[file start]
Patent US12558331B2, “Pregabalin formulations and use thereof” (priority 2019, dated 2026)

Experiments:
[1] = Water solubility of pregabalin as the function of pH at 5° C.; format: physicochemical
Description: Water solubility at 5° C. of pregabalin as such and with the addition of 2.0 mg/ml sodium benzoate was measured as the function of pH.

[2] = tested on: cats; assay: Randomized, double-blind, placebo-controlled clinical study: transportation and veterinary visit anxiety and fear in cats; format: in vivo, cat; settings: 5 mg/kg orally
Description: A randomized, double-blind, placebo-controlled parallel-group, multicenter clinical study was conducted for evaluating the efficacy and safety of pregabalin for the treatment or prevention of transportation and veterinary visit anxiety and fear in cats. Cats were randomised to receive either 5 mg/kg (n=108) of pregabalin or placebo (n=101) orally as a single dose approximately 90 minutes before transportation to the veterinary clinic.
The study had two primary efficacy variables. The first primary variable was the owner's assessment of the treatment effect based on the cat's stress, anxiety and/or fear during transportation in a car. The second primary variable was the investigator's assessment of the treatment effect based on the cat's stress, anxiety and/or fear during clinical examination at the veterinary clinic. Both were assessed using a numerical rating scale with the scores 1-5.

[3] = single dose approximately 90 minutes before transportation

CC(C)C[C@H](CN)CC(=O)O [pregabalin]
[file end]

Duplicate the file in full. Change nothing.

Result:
Patent US12558331B2, “Pregabalin formulations and use thereof” (priority 2019, dated 2026)

Experiments:
[1] = Water solubility of pregabalin as the function of pH at 5° C.; format: physicochemical
Description: Water solubility at 5° C. of pregabalin as such and with the addition of 2.0 mg/ml sodium benzoate was measured as the function of pH.

[2] = tested on: cats; assay: Randomized, double-blind, placebo-controlled clinical study: transportation and veterinary visit anxiety and fear in cats; format: in vivo, cat; settings: 5 mg/kg orally
Description: A randomized, double-blind, placebo-controlled parallel-group, multicenter clinical study was conducted for evaluating the efficacy and safety of pregabalin for the treatment or prevention of transportation and veterinary visit anxiety and fear in cats. Cats were randomised to receive either 5 mg/kg (n=108) of pregabalin or placebo (n=101) orally as a single dose approximately 90 minutes before transportation to the veterinary clinic.
The study had two primary efficacy variables. The first primary variable was the owner's assessment of the treatment effect based on the cat's stress, anxiety and/or fear during transportation in a car. The second primary variable was the investigator's assessment of the treatment effect based on the cat's stress, anxiety and/or fear during clinical examination at the veterinary clinic. Both were assessed using a numerical rating scale with the scores 1-5.

[3] = single dose approximately 90 minutes before transportation

CC(C)C[C@H](CN)CC(=O)O [pregabalin]